Arkansas broke a five-game losing streak in the series with a 34-17 win in Fayetteville last year, but the Razorbacks have never won in Columbia, Mo.

“There’s a lot of difference between 7-5 and 6-6 bowl-wise,” Pittman said. “Obviously we can get 4-4 in the conference like last year and finish in the top half of the conference like we did a year ago.

“I think just because it’s our rival game it’s a big deal and we haven’t beaten them there since we joined the SEC. I think there are a lot of things. We didn’t hit them back to back. I think there’s a lot of things we have to play for and our kids understand that.”

There are ties between the programs, the strongest of which is Arkansas defense coordinator Barry Odom. Odom, a former Missouri linebacker, was the Tigers’ head coach from 2016 to 2019 before being fired with a 25-25 record after a 24-14 win over the Razorbacks at Little Rock in the 2019 season finale.

He is now Pittman’s right-hand man as the first associate on his staff.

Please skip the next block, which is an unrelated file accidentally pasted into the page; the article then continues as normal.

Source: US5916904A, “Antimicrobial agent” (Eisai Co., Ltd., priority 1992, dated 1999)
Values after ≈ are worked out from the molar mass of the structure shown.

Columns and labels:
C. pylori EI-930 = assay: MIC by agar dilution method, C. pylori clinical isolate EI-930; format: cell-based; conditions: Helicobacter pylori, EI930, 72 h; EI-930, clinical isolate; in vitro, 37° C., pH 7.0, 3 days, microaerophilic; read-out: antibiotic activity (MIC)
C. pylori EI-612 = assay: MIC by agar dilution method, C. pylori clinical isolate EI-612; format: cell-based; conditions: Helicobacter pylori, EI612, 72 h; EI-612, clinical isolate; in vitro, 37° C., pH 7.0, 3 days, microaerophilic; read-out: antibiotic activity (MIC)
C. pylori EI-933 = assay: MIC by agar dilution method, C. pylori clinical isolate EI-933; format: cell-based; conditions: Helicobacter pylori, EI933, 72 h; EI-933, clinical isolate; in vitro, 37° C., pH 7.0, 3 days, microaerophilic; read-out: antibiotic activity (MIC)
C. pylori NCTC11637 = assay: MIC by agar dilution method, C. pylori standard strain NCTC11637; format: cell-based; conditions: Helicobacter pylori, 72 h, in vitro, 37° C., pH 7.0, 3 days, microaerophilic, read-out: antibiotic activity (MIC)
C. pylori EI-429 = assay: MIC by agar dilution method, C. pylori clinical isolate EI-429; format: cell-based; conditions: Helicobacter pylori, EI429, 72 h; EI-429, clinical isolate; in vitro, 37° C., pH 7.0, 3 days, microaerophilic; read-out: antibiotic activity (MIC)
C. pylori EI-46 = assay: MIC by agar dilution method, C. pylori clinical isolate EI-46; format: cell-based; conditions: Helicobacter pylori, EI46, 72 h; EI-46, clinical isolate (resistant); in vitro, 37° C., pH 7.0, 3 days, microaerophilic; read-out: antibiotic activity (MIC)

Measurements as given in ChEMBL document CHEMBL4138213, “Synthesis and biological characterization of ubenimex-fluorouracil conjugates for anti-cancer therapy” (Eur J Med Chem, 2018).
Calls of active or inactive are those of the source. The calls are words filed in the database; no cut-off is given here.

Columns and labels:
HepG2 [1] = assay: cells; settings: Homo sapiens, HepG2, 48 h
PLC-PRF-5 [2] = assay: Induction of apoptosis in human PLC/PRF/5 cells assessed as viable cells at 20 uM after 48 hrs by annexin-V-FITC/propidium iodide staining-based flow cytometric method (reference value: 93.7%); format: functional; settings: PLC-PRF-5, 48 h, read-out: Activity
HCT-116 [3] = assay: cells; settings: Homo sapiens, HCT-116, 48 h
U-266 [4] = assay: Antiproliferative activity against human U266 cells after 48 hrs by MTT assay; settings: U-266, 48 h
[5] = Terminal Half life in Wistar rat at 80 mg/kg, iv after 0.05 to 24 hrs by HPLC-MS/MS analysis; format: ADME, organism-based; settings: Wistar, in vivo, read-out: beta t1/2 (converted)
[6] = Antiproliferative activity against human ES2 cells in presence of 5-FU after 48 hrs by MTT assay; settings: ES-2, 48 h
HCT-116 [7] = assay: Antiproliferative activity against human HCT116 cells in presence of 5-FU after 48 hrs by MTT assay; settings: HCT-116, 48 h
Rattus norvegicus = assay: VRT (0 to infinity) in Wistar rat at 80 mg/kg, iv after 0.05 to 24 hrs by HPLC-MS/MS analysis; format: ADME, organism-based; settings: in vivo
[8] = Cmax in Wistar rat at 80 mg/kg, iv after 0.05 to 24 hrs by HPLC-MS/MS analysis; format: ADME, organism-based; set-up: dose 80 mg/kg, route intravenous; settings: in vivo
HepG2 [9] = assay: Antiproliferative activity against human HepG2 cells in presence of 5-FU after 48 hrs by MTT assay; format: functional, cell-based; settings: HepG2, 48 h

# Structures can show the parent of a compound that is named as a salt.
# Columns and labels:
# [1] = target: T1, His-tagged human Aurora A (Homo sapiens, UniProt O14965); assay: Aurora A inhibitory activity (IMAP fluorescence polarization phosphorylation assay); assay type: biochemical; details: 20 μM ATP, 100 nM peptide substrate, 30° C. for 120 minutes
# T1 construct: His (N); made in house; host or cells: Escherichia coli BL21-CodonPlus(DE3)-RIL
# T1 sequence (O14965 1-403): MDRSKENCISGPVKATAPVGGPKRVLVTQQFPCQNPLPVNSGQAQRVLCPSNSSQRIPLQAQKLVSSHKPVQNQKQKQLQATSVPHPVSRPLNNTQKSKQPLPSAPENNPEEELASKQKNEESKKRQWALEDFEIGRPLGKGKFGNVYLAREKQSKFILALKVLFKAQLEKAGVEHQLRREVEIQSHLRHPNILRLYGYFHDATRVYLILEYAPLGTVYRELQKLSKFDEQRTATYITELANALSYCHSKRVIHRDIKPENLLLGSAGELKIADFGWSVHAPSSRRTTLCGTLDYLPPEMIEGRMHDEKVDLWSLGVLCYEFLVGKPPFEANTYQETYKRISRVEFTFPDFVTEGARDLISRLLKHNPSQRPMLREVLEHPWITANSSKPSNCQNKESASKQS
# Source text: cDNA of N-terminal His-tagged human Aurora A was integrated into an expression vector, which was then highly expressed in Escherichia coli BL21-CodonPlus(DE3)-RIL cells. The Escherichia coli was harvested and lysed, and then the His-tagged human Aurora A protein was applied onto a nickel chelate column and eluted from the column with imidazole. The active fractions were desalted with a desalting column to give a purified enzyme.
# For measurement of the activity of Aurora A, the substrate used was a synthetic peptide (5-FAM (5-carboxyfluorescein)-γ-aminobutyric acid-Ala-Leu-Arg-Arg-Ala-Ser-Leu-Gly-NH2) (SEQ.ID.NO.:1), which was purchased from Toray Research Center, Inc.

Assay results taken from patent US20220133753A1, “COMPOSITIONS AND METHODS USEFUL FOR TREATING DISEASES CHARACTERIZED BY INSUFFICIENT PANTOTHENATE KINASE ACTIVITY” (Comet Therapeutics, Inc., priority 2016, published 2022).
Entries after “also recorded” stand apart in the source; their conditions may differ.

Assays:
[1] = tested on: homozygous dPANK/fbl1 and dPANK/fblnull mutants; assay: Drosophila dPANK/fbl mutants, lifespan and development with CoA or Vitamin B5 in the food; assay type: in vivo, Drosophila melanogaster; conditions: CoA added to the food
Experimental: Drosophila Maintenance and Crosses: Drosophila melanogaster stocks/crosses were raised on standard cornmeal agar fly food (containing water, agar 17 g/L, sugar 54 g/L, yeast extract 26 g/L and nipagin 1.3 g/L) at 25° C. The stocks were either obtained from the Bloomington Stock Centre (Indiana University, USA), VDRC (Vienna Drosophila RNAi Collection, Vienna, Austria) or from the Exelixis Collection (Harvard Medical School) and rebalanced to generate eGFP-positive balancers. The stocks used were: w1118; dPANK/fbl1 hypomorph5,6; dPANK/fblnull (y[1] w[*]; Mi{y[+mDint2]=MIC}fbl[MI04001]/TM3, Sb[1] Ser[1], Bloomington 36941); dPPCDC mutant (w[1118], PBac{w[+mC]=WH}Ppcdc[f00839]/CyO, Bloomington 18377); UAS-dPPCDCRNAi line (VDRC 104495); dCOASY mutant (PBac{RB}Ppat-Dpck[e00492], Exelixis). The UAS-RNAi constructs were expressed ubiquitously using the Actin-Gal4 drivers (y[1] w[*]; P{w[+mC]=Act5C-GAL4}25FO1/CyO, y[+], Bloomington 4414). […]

Arkansas might have already clinched a win at Columbia if Odom hadn’t dared in 2016. Trailing 24-14, Odom claimed a fake punt from his own 7-yard line in the third quarter.

The Tigers converted on Anthony Sherrils’ 14-yard run, scored a touchdown on Drew Lock’s 67-yard pass to Johnathan Johnson two plays later, and were on their way to a 28-24 win.

Odom went 4-0 against the Razorbacks and Pittman believes he’s forced to beat his alma mater.

“I think if you put yourself in his shoes and someone lets you go and you feel like you did a good job of what they did, they probably have a little chip on their shoulder,” Pittman said. “I imagine he would do that. And then you go to the other side and they still have kids on the team that he recruited, so obviously you know there’s a great love for those kids that he trained and recruited.

Current Tiger Tauskie Dove was asked if it would feel odd to face Odom.